NewsPublished 26 September 2019
Lufi Lene reflects on attending the Asian Science Camp
Lufilufi Afaese Amosa Lene-Isara (Lufi Lene) was selected by Royal Society Te Apārangi to attend the annual Asian Science Camp. He reflects on his experience.
"Viia le Atua mo lona alofa ma lona agalelei ua mafai ai ona ou maua lenei avanoa fa'aauro. My name is Lufilufi Afaese Amosa Lene-Isara, I am 18 years old and I am the head prefect at Rongotai College. I was born in Samoa, in a small village called Lufilufi. At the age of 2, I moved here to New Zealand with my grandparents, shortly followed by my parents. They have instilled in me the Samoan Christian values: Worship the lord, Respect those around you and serve your family with humbleness. Besides from my parents and my two little sisters, I also live with ten other members of my extended family. This has kept my household busy at all times; it is always fun but can be overwhelming too! My brother is studying towards his Bachelor of Optometry, for which he is in his fifth and final year at the University of Auckland. I also hope to attend university and study engineering or perhaps medicine.
I was fortunate enough to be selected by Royal Society Te Apārangi to attend the annual Asian Science Camp. This year the camp was held in Shantou, China and was an amazing experience. My brother was also selected for this camp back when he was year 13 at Rongotai College, acting as Arts Prefect; this makes this trip even more special for me. I was able to attend lectures and converse with Nobel laureates and other winners of prestigious science and mathematics awards. I really enjoyed listening to Professor Aaron Ciechanover, Nobel Prize in Chemistry, as he discussed the implications of base sequencing. In particular, I found it interesting how he talked about possibly having to provide a transcript of your DNA to your insurance company or your employer. If your DNA said you wouldn’t make it past 40 years old, would you want anyone to know? Or perhaps, more importantly, would you want to know yourself?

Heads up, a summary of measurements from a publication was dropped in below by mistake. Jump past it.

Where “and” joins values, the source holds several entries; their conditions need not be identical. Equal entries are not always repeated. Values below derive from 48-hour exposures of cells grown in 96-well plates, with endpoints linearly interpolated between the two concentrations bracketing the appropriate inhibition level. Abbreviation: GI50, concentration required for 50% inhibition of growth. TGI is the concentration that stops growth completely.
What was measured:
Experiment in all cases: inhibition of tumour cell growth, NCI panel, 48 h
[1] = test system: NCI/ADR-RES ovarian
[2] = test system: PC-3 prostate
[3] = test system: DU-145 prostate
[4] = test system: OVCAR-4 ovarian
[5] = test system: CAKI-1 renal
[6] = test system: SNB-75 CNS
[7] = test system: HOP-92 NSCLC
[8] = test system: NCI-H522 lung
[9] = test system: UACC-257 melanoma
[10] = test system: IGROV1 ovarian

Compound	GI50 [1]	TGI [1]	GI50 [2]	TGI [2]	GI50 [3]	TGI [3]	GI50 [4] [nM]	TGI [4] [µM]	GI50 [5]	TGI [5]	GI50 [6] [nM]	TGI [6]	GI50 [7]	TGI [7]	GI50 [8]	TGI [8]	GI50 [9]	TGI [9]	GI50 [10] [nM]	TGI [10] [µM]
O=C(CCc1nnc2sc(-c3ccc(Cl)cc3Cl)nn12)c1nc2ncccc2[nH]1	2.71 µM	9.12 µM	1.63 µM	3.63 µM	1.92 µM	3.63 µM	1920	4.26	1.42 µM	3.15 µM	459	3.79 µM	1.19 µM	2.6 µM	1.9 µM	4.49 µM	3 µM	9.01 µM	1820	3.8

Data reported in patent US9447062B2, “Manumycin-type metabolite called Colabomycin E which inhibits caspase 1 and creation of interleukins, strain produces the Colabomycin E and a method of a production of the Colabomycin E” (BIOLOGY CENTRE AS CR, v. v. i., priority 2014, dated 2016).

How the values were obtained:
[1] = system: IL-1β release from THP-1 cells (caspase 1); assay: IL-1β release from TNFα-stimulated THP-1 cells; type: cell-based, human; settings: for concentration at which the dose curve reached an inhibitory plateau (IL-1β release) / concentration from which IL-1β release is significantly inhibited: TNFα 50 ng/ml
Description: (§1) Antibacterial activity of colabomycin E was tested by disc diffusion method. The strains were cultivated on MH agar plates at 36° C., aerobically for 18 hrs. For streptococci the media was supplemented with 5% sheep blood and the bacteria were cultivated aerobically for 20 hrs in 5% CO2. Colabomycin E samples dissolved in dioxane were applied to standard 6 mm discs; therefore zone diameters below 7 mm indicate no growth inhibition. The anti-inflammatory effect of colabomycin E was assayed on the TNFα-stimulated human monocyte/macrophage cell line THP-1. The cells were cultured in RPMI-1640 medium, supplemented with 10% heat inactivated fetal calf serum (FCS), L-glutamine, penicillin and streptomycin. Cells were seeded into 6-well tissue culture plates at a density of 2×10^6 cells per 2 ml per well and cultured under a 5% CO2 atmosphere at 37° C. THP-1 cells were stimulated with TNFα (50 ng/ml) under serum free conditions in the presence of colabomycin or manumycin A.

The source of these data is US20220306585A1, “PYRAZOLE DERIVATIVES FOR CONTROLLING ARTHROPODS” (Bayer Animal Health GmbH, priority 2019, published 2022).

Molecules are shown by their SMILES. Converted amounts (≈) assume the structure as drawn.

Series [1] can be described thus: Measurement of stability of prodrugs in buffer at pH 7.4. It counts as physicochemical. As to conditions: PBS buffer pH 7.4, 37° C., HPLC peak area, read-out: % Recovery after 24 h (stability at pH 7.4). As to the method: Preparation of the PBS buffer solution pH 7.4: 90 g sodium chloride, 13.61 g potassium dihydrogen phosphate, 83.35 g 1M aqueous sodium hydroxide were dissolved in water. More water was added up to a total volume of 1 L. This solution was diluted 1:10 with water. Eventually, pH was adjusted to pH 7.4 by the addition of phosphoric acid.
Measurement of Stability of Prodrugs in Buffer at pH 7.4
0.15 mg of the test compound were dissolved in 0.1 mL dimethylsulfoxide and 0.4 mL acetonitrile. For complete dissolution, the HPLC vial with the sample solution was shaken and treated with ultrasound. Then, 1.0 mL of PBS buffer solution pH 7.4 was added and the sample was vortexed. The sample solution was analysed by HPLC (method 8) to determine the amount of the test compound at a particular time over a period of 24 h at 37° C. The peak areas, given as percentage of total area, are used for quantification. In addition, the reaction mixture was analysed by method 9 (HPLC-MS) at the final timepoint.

Science is broad and it is growing exponentially, hence why it is so exciting. This experience has been particularly important to me as it has sparked my interest in pursuing science research—though I am still considering the fields of engineering and medicine. Perhaps, I would be able to pursue both! It is interesting to think that we do not know what the future holds for science, but there is still a lot to discover.
I have made it my commitment to help Pacific students all over the globe understand that science is a pathway for us. By pursuing science, I hope to become an advocate for scientific research in the Pasifika community and increase our numbers in STEM fields. I know all Islanders are capable of achieving greatness.
I would like to thank Royal Society Te Apārangi for blessing me with this opportunity to put Pasifika people on the map. As the only attendee of Pacific island descent, I was beyond proud to represent not just Samoans, but all Polynesians.
Viia Le Atua,